Peter Harcourt In honour of Professor Peter Harcourt, who passed away on July 3, 2014, Carleton’s Film Studies faculty, staff and students would like to pay tribute to his career as a pioneer of the study of film in Canada and acknowledge his contribution to our program.
Peter came to Carleton in 1978 barely two years after the program was established. He brought with him the experience he acquired while working at the education department of the British Film Institute in London (England) from 1962 to 1965 and creating the first Film Studies program in Canada at Queen’s University in 1967. In addition to developing an undergraduate and a graduate level course in Canadian and Quebec cinema, Peter was instrumental in expanding the curriculum and consolidating the program’s position both inside and outside the University. He played an important role in bringing directors like Peter Watkins to Carleton and before his retirement in 1996, he facilitated the donation of a vast collection of 16 mm prints from the National Film of Canada to the University.
As a commentator and film critic he actively intervened in debates about Canadian and Quebec filmmaking practices and as a founding member of the Film Studies Association of Canada, he promoted the cultural and educational value of cinema. But first and foremost, Peter was an avid and attentive moviegoer, teacher and advocate for film. He expressed his curiosity and love for cinema by encouraging students to discover the pleasures and intellectual rewards of watching and talking about film, and endorsing the work of individual directors through his writing and programming activities, including the retrospective of Jean Pierre Lefebvre’s work held in Ottawa under the auspices of the Canadian Film Institute, as well as the special programs on Max Ophuls and Jean-Luc Godard at the Toronto International Film Festival.
In terms of his publications, Peter’s bibliography consists of numerous articles, reviews and chapters on Canadian, Quebec and international that appeared in Queen’s Quarterly, The Canadian Forum, Film Comment, Cinema Canada, CineAction, 24 Images, Canadian Journal of Film Studies and Take One and in several anthologies on Canadian film. Moreover, he is the author of Film Making in Schools and Colleges (1966; with Peter Theobald, BFI), Six European Directors: Speculations on the Meaning of Film Style (1974; essays on Ingmar Bergman, Luis Buuel, Frederico Fellini, Jean-Luc Godard, Jean Renoir, and Sergei Eisenstein), Movies and Mythologies: Towards a National Cinema (1977; compiled from an 8-part CBC Radio series), Jean Pierre Lefebvre (1981), Cinema Québec: A Distinctly Cultural Voice (1983), the autobiographical A Canadian Journey: Conversations with Time (1994), and Jean Pierre Lefebvre Vidéaste (2001).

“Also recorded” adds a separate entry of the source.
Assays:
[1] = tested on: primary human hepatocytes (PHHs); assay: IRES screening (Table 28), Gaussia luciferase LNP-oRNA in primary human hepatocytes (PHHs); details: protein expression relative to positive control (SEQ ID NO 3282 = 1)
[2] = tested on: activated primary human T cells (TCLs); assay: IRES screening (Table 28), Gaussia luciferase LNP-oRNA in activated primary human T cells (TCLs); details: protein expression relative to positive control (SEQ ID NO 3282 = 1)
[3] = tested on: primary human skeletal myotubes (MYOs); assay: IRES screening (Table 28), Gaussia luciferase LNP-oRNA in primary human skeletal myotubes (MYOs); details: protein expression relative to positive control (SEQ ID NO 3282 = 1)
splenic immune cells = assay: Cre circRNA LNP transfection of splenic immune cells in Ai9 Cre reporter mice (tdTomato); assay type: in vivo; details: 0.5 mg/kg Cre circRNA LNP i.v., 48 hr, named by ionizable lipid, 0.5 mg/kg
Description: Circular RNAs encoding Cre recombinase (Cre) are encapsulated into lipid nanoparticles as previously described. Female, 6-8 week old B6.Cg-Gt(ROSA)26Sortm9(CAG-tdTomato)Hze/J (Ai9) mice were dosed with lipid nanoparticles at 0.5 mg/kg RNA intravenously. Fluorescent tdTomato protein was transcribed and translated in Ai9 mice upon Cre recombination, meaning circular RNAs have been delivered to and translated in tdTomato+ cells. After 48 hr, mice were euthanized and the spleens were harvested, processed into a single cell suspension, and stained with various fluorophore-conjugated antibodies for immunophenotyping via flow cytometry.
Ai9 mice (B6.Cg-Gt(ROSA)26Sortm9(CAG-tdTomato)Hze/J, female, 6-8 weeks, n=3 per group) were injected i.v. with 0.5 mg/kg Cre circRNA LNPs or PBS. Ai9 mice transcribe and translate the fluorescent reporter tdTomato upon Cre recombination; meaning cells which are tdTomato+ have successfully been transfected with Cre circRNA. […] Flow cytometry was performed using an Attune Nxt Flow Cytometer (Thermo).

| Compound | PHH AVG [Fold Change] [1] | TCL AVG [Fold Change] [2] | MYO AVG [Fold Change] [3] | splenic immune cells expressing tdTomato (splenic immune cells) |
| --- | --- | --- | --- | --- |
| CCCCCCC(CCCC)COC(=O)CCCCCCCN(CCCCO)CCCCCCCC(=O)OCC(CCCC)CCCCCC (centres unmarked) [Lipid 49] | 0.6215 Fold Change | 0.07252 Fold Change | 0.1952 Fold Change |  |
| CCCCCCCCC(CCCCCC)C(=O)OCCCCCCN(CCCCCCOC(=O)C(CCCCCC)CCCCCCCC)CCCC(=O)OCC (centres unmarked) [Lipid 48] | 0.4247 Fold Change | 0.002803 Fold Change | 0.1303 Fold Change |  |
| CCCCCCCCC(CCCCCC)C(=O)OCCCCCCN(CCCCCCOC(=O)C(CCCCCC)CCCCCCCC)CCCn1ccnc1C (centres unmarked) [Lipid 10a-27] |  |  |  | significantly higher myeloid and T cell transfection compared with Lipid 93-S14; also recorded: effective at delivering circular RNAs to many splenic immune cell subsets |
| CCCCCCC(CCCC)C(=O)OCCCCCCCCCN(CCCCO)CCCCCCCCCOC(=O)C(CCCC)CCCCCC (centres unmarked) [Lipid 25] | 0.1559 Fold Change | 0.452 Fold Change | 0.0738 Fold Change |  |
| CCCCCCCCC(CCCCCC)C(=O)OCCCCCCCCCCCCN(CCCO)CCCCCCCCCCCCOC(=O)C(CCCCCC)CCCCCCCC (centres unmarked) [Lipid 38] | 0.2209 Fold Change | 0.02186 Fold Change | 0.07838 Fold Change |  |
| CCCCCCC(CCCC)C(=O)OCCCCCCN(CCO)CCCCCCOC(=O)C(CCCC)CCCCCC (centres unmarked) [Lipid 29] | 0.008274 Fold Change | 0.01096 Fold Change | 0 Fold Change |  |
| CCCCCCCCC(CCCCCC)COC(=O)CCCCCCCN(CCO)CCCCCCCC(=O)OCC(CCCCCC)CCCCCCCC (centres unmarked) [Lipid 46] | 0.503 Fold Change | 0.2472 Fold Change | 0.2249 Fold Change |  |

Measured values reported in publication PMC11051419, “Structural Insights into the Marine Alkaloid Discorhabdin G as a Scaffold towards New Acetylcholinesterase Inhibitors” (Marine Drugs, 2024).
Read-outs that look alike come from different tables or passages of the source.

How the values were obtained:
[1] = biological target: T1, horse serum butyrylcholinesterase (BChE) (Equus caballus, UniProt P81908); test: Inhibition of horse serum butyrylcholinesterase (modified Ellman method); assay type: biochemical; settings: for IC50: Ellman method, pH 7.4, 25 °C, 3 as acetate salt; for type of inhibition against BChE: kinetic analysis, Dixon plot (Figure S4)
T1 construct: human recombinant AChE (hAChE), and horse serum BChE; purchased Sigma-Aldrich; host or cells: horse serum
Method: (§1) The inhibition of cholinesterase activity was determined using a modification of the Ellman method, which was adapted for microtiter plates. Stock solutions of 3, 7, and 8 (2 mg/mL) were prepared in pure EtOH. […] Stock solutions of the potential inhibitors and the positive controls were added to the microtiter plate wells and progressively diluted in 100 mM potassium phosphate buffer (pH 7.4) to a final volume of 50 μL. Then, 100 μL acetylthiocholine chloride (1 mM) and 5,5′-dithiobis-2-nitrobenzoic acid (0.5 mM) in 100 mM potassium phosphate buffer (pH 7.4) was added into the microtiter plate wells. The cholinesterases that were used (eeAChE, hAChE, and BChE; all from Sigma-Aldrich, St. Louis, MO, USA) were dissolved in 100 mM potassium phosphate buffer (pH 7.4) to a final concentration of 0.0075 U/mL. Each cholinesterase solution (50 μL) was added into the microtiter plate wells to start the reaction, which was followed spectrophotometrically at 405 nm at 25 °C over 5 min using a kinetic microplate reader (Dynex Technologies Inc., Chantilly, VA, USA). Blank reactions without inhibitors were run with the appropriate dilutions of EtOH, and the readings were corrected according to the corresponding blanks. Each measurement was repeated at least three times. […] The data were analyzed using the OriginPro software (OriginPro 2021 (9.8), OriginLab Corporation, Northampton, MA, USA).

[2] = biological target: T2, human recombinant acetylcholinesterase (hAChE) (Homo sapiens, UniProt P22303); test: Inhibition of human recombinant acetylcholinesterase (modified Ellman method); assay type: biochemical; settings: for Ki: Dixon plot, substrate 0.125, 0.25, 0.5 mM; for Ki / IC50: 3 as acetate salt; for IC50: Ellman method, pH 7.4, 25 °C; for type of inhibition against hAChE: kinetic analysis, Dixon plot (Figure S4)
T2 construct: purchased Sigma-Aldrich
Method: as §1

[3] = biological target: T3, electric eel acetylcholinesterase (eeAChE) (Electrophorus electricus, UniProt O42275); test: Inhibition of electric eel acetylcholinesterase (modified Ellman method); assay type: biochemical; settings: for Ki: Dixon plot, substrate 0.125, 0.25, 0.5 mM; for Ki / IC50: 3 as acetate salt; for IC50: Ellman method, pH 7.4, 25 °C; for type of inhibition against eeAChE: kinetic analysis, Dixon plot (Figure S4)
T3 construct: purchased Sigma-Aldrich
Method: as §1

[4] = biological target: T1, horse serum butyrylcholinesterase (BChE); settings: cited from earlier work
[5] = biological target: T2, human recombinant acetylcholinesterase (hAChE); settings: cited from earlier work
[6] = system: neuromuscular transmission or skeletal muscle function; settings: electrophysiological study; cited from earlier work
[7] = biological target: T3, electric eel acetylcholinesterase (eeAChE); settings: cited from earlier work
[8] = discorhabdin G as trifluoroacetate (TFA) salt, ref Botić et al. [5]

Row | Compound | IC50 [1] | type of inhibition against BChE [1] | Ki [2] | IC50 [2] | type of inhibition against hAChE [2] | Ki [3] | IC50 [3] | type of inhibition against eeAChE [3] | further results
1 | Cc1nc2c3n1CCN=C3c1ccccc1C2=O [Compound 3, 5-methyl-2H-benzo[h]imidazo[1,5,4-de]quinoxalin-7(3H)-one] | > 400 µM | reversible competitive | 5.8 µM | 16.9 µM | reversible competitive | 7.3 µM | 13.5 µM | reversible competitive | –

Peter’s accomplishments and influence were recognized in a festschrift (a collection of essays by former students and colleagues written in his honour) entitled Responses: In Honour of Peter Harcourt published in 1992 and the awarding of the Order of Canada in 2005.
His keen insights, cogent rhetoric and robust opinions about Canadian film and cinema in general will be sorely missed not only by his colleagues at Carleton but by everyone who cares about cinema in this country.
Alan Nymark was completing his MA in Film Studies at Carleton University when he passed away in the summer of 2016 after a brief illness. Alan came to Carleton after a very successful career in government, serving as Deputy Minister in several federal departments. In his retirement, Alan decided to undertake the serious study of cinema, and enrolled in the Film Studies BA at Carleton. He excelled in the program, and very quickly made many friends among his fellow students and the Film Studies faculty. He was accepted to the MA program, and had almost completed the degree before he fell ill. While pursuing his degrees in Film Studies, he was involved in many other activities, including serving on the Steering Committee of Sustainable Prosperity, a policy and research think tank focused on making markets work for the environment. He was a passionate environmentalist, and was working on an MA thesis on environmental documentary cinema. Alan will be missed by everyone here in the Film Studies program, and in the School for Studies in Art and Culture. An obituary, describing his many accomplishments, can be found here. Donations will be accepted in his name to Sustainable Prosperity.
Adrian Sheppard, a student in the Carleton University Film Studies MA program, passed away in a tragic accident. Adrian was a young man full of promise, with a passion for the cinema, and a thirst for knowledge. He was a much-loved member the Film Studies community at Carleton, and he will be missed by all of us. In his time in our program, as both an undergraduate and a graduate student, he made many friends, and excelled as a student. He was always working hard, contributing to discussions in class, talking to friends and professors about film and art, and participating in many extra-curricular activities. Adrian’s energy, his enthusiasm, and his genuine intellectual curiosity, touched everyone he met here. A memorial award in Adrian’s name will be established by the Film Studies program. Anyone with inquiries about the award may contact the Assistant Director of Film Studies, Prof. Marc Furstenau, at firstname.lastname@example.org